Family Services extends a great big THANK YOU for the difference Carol and Allen make in the lives of so many children at Christmas time.  As one Family Services’ staff member commented as she transported the last batch of gifts to her car, “Allen and Carol, every year you prove to a lot of people that Santa really exists!”

Meet Giovann: Big Friends Little Friends’ December Mentee of the Month

Posted in Mentoring on December 5th, 2017 with No Comments

Watching football on a Sunday afternoon is much more fun with a wide-eyed young fan cheering along.  Video games and football are favorites of our December Mentee of the Month, eight year old Giovann, of Lawrence.  “Gio”, as he likes to be called, is one of many children among the ages of 6 – 14 waiting to be matched with a caring adult mentor through Big Friends Little Friends – a program of Family Services of the Merrimack Valley.

A laidback and compassionate child, Gio enjoys spending time with his family, and activities like board games, bowling and going to the movies. A mentor who could patiently encourage Gio as he develops his reading and writing skills would be an important support.  Introducing new activities, while taking an interest in Gio’s passion for technology, will be great ways to grow the mentoring relationship. You may even find yourself hooked on one of Gio’s favorite concoctions–a pancake and chicken nugget sandwich!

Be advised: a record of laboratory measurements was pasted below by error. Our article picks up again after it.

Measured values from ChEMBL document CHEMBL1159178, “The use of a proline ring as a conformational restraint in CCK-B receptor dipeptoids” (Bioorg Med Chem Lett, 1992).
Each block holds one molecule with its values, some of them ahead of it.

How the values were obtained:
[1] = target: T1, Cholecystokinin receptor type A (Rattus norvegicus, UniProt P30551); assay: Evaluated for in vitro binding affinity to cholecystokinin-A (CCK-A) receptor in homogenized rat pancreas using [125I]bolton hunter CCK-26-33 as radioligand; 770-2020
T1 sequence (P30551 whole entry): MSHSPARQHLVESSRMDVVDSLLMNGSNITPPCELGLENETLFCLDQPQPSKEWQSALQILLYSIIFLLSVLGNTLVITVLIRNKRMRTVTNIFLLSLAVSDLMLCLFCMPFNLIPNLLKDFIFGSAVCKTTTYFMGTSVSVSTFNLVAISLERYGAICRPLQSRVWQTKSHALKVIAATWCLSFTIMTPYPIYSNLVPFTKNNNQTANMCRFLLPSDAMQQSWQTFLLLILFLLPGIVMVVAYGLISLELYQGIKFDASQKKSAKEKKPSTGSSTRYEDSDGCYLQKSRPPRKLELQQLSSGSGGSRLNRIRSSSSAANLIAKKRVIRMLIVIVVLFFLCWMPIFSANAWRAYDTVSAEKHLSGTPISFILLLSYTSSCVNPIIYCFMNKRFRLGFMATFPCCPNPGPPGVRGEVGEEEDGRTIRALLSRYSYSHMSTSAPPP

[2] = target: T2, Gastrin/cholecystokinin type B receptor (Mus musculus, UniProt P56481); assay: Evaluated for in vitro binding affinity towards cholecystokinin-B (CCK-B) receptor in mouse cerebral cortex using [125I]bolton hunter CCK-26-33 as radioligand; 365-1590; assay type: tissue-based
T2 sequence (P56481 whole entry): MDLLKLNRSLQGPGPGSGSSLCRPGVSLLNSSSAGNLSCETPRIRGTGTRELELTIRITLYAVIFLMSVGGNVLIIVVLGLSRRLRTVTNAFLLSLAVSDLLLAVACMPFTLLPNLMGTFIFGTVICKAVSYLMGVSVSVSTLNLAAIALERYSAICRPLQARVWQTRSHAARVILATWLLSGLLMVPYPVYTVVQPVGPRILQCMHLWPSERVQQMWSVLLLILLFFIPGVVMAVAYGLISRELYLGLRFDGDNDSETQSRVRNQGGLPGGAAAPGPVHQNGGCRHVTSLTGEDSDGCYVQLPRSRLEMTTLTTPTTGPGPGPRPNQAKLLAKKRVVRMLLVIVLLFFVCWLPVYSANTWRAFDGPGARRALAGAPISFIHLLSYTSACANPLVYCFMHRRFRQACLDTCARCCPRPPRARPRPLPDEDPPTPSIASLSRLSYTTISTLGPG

Please contact at the Big Friends Little Friends program today to get started being a mentor.

Big Friends Little Friends, a program of Family Services of the Merrimack Valley, is a mentoring program that matches volunteer adult mentors with youth, ages 6-14, who could benefit from a relationship with a positive adult role model. “Bigs,” who provide friendship, guidance, and support for their “Little,” get together 1.5-2 hours a week for a minimum of one year. Big Friends Little Friends serves 15 towns in the Merrimack Valley.


If it’s Wednesday, it’s Classes de Ingles…

Posted in Events, Uncategorized on December 4th, 2017 with No Comments

Teachable moments…  there are many throughout the course of the week at our Family and Community Resource Center (FRC) located on Broadway in Lawrence.  On Wednesdays, those moments are brought to us by Delia Nakano.  From 10:30 – 12 each week, Delia can be found at her whiteboard at the head of a standing room only classroom brimming with men and women immersed in the study of English.  The students arrive early and on task – as though they are reporting for work.  Some are on hand to brush up on their second language and others to tackle it for the first time.  Regardless of their level of ability, Delia expects them to show up fully for her 90 minute (cell phone free) sessions.  And, show up they do.